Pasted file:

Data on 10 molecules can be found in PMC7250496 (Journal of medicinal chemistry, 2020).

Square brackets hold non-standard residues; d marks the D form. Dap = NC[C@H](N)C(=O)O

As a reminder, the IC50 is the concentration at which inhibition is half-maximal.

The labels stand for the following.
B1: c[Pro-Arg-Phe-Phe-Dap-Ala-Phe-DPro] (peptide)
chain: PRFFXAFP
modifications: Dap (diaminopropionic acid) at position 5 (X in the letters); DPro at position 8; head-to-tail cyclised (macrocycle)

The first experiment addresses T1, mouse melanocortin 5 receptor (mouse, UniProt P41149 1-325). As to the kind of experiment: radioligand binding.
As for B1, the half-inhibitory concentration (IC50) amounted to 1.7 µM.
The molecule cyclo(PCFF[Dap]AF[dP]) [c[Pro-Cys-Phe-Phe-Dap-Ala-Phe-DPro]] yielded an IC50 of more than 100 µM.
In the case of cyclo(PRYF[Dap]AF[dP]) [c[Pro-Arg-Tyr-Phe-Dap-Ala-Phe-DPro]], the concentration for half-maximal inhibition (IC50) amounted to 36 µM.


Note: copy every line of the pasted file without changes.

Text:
Data on 10 molecules can be found in PMC7250496 (Journal of medicinal chemistry, 2020).

Square brackets hold non-standard residues; d marks the D form. Dap = NC[C@H](N)C(=O)O

As a reminder, the IC50 is the concentration at which inhibition is half-maximal.

The labels stand for the following.
B1: c[Pro-Arg-Phe-Phe-Dap-Ala-Phe-DPro] (peptide)
chain: PRFFXAFP
modifications: Dap (diaminopropionic acid) at position 5 (X in the letters); DPro at position 8; head-to-tail cyclised (macrocycle)

The first experiment addresses T1, mouse melanocortin 5 receptor (mouse, UniProt P41149 1-325). As to the kind of experiment: radioligand binding.
As for B1, the half-inhibitory concentration (IC50) amounted to 1.7 µM.
The molecule cyclo(PCFF[Dap]AF[dP]) [c[Pro-Cys-Phe-Phe-Dap-Ala-Phe-DPro]] yielded an IC50 of more than 100 µM.
In the case of cyclo(PRYF[Dap]AF[dP]) [c[Pro-Arg-Tyr-Phe-Dap-Ala-Phe-DPro]], the concentration for half-maximal inhibition (IC50) amounted to 36 µM.